Acupuncture, Drug and alcohol dependency, Health

Should you? Shouldn’t you? The new advice on alcohol.

The BBC headline this morning

Good or bad?
Good or bad?

So here we are, it’s that time of year when we’re encouraged to abstain and ‘detox’ from the xmas excesses.

I’m old enough to have seen this trend of conflicting health advice from ‘experts based on latest research’. Not so long ago, people were encourage to have a small glass of red wine which had been shown to help heart health. Whilst there may be some truth in this, it’s human nature to cherry pick our health advice. More becomes better and somehow drinking a few large slugs of red wine each evening is a medicinal practice. Chocolate’s good too isn’t it?

I do some work at a support centre for people with issues with alcohol. Alcoholism is the extreme end of the spectrum. In my experience, people usually know deep down when they have an alcohol problem. It constitutes an abnormal relationship with alcohol. A bit like the difference between ‘having a bit of a sweet tooth’ compared to compulsively hiding chocolate bars in your sock drawer.

So how much is too much? I’m surprised at how many people I meet who drink every day. Not huge amounts and not that they’d be noticeably drunk but it’s common for couples to share a bottle of wine most evenings. Of course that can creep up and become an extra G&T to wind down from work maybe and perhaps a bit extra at the w/e or whilst having a dinner party? A standard bottle of wine is 10 units *gasp*

Our nations drinking habits are in many ways driven by the media and marketing companies who in order to sell their product, have to make it cool. A bit of ‘health benefits’ from the experts all the better. Remember the old style ads with that handsome chap (probably in a smart woolly) chuffing on a marlboro and sipping a large scotch from a opulent crystal tumbler. These images stick with us.

My personal viewpoint regardless of what the experts say one way or the other is that alcohol should be enjoyed occasionally. It’s essentially a toxic substance. A hangover means you’ve poisoned yourself! Daily alcohol consumption will probably damage your brain, your liver, pancreas, give you oral cancer, stomach ulcers and probably lower your immunity making your more prone to colds, viruses and impeeding healing. It can also disturb your sleep patterns either by waking you up in the night for a wee or developing a dependance to get you to sleep.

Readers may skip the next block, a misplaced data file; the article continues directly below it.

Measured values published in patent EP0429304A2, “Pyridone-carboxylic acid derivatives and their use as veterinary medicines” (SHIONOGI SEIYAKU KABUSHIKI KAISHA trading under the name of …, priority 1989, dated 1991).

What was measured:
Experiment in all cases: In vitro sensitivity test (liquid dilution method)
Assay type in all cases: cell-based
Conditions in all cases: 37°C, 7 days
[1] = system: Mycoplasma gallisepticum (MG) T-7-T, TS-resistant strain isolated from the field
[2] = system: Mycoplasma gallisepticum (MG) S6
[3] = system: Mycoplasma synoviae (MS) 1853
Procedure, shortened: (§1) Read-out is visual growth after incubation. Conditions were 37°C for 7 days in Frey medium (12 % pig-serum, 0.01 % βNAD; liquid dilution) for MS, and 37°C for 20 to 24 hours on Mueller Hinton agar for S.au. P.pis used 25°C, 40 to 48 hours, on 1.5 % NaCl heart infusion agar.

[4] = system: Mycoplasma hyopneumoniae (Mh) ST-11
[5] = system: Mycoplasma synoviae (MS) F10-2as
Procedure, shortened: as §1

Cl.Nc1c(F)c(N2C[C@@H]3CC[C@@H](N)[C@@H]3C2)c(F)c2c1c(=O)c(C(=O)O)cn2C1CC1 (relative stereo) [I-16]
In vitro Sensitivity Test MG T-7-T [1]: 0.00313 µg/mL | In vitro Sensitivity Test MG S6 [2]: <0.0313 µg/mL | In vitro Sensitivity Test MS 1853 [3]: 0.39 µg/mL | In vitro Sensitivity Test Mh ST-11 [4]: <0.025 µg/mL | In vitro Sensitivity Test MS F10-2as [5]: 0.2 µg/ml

Habits are hard to break though. The advice I give to people is to firstly go for quality not quantity. Try not to keep too much alcohol in the house. Switch to a wine spritzer (with spring water?), if you prefer spirits, get a measurer so you know how much you’re having or buy the smaller bottles of lower alcohol lager. Ultimately though, if you use alcohol to relax in the evening, why not experiment with herbal teas as an alternative? Camomile, limeflower, lavender and many more can produce a delightful relaxation without the toxic effects you get from alcohol. Buy a nice teapot & create your own blend of fresh herbal tea or try from the huge range on offer from companys like Pukka for example.

The bottom line is “all things in moderation”. Unfortunately that statement doesn’t make for a sensational headline, nor does it make companys rich.


Acupuncture, Acupuncture awareness week, Chinese Medicine, Drug and alcohol dependency

Acupuncture for addiction

auricular1One of the areas where acupuncture, specifically ear (auricular) acupuncture, has been used successfully for many years is in drug and alcohol services. Firstly I would say, it makes sense to find non-pharmocological ways of treating drug and alcohol dependency. For a lot of addicts and alcoholics, coming off drugs and alcohol is in many ways the straightforward part. The difficulty is staying clean, coming to terms with the feelings of guilt (towards friends and family that have been affected) and generally rebuilding their lives.

A recent study published in the Journal of Psychiatric And Mental Health Nursing found ear acupuncture within drug and alcohol services to be both effective and extremely cost-effective. In my experience, the sessions are run in a group setting. Five needles are placed in each ear (see photo) which is known as the NADA protocol. The clients are left to relax usually with some suitable relaxing music in the background.

One of the biggest problems for clients is establishing natural sleep patterns. To be able to use a natural therapy such as acupuncture is far preferable to sleeping pills particularly for someone who has addiction problems. Clients often find that after one or two sessions of acupuncture they are able to sleep at least for a few nights following the treatment. This enables clients to then find a normal routine and are in a much better place to make good decisions…i.e stay off drugs/alcohol and develop positive coping mechanisms.

Many of the clients I meet who’ve had addiction problems are often very driven people….they don’t know when to stop and demonstrate extreme behaviors. The acupuncture treatment allows clients to find balance…I call it a “positive zero”, not too manic/hyper but not too lethargic. In Chinese medicine we would simply say..”freeing the flow of qi”.

There is a lot of help out there for addicts and alcoholics. It affects people from all walks of life. If you or someone you know is suffering from an addiction problem then GET HELP! Your GP can refer you to local services or there are many projects that will accept self-referral. There is no judgement….only help!